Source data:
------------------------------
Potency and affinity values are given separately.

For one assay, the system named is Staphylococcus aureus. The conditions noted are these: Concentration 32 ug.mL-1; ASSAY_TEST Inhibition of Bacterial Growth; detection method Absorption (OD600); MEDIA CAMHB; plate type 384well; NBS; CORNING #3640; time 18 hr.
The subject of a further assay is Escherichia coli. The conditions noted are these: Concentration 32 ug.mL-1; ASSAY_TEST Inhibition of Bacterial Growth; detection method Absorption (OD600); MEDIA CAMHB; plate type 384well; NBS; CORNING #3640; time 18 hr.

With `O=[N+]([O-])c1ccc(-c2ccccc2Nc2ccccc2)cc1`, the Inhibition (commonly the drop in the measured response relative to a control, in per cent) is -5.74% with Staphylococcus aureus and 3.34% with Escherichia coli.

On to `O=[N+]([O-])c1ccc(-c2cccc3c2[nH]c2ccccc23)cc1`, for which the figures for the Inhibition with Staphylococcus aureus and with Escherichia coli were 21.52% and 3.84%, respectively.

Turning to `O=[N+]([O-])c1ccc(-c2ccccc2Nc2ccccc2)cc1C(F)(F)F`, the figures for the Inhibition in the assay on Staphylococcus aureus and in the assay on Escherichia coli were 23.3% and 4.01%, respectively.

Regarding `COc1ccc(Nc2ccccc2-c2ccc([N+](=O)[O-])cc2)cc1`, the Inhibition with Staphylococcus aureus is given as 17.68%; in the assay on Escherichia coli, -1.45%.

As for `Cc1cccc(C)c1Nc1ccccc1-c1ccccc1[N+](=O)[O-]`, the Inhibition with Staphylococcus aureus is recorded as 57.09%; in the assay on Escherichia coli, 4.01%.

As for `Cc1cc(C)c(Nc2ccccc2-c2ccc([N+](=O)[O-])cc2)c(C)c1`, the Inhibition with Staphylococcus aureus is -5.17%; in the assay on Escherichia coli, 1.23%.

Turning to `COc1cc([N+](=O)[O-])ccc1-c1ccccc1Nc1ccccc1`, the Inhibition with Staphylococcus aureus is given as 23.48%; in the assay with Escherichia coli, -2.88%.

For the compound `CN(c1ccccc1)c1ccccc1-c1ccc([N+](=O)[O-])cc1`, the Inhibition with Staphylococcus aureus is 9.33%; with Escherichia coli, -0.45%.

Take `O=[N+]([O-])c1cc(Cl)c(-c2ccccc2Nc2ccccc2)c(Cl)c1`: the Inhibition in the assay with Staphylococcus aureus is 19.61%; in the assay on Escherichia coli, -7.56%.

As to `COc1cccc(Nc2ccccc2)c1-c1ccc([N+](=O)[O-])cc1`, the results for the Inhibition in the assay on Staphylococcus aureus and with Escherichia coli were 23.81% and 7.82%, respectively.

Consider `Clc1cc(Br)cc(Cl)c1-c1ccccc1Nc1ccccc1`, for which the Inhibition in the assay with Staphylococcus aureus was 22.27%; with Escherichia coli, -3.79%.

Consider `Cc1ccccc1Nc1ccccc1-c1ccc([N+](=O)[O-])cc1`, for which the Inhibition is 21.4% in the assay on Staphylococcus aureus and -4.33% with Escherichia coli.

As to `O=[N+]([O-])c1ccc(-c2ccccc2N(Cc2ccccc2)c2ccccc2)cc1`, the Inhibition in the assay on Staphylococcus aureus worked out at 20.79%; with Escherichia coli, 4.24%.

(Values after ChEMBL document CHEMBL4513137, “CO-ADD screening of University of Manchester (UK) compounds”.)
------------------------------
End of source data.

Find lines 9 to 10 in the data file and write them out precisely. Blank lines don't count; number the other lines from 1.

As for `Cc1cc(C)c(Nc2ccccc2-c2ccc([N+](=O)[O-])cc2)c(C)c1`, the Inhibition with Staphylococcus aureus is -5.17%; in the assay on Escherichia coli, 1.23%.

Turning to `COc1cc([N+](=O)[O-])ccc1-c1ccccc1Nc1ccccc1`, the Inhibition with Staphylococcus aureus is given as 23.48%; in the assay with Escherichia coli, -2.88%.